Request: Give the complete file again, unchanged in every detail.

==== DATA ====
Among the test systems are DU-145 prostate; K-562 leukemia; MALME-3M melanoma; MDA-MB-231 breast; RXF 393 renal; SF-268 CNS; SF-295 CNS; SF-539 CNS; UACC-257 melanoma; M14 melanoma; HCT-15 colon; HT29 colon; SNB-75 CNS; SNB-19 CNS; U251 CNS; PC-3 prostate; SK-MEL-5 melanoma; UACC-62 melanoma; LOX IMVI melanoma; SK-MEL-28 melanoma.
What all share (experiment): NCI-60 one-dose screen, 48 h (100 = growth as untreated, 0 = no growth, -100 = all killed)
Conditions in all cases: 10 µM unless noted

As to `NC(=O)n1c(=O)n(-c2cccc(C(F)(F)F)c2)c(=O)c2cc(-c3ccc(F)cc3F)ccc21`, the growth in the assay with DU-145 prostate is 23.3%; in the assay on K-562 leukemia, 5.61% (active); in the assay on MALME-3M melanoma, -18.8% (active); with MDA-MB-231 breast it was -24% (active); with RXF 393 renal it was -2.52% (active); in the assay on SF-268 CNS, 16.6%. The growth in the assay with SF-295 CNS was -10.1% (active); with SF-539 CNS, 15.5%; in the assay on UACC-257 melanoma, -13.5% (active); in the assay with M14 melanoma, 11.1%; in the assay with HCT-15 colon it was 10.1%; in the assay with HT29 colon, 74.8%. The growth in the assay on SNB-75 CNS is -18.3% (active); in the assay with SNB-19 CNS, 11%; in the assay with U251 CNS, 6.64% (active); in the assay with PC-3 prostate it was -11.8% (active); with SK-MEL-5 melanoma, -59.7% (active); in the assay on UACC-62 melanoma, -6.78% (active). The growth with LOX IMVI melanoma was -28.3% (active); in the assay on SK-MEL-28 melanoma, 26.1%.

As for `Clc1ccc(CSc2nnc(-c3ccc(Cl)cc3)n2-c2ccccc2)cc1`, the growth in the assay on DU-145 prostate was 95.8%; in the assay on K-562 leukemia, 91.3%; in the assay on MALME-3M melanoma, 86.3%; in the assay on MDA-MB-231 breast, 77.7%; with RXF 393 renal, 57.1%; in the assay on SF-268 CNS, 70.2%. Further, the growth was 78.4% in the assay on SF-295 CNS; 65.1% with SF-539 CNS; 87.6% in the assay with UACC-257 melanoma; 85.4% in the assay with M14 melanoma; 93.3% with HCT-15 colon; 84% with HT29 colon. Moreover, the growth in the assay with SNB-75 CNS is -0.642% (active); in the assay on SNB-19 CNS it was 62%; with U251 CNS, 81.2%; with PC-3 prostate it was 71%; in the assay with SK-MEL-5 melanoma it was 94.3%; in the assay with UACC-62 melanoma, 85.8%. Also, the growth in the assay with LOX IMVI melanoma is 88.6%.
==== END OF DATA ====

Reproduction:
Among the test systems are DU-145 prostate; K-562 leukemia; MALME-3M melanoma; MDA-MB-231 breast; RXF 393 renal; SF-268 CNS; SF-295 CNS; SF-539 CNS; UACC-257 melanoma; M14 melanoma; HCT-15 colon; HT29 colon; SNB-75 CNS; SNB-19 CNS; U251 CNS; PC-3 prostate; SK-MEL-5 melanoma; UACC-62 melanoma; LOX IMVI melanoma; SK-MEL-28 melanoma.
What all share (experiment): NCI-60 one-dose screen, 48 h (100 = growth as untreated, 0 = no growth, -100 = all killed)
Conditions in all cases: 10 µM unless noted

As to `NC(=O)n1c(=O)n(-c2cccc(C(F)(F)F)c2)c(=O)c2cc(-c3ccc(F)cc3F)ccc21`, the growth in the assay with DU-145 prostate is 23.3%; in the assay on K-562 leukemia, 5.61% (active); in the assay on MALME-3M melanoma, -18.8% (active); with MDA-MB-231 breast it was -24% (active); with RXF 393 renal it was -2.52% (active); in the assay on SF-268 CNS, 16.6%. The growth in the assay with SF-295 CNS was -10.1% (active); with SF-539 CNS, 15.5%; in the assay on UACC-257 melanoma, -13.5% (active); in the assay with M14 melanoma, 11.1%; in the assay with HCT-15 colon it was 10.1%; in the assay with HT29 colon, 74.8%. The growth in the assay on SNB-75 CNS is -18.3% (active); in the assay with SNB-19 CNS, 11%; in the assay with U251 CNS, 6.64% (active); in the assay with PC-3 prostate it was -11.8% (active); with SK-MEL-5 melanoma, -59.7% (active); in the assay on UACC-62 melanoma, -6.78% (active). The growth with LOX IMVI melanoma was -28.3% (active); in the assay on SK-MEL-28 melanoma, 26.1%.

As for `Clc1ccc(CSc2nnc(-c3ccc(Cl)cc3)n2-c2ccccc2)cc1`, the growth in the assay on DU-145 prostate was 95.8%; in the assay on K-562 leukemia, 91.3%; in the assay on MALME-3M melanoma, 86.3%; in the assay on MDA-MB-231 breast, 77.7%; with RXF 393 renal, 57.1%; in the assay on SF-268 CNS, 70.2%. Further, the growth was 78.4% in the assay on SF-295 CNS; 65.1% with SF-539 CNS; 87.6% in the assay with UACC-257 melanoma; 85.4% in the assay with M14 melanoma; 93.3% with HCT-15 colon; 84% with HT29 colon. Moreover, the growth in the assay with SNB-75 CNS is -0.642% (active); in the assay on SNB-19 CNS it was 62%; with U251 CNS, 81.2%; with PC-3 prostate it was 71%; in the assay with SK-MEL-5 melanoma it was 94.3%; in the assay with UACC-62 melanoma, 85.8%. Also, the growth in the assay with LOX IMVI melanoma is 88.6%.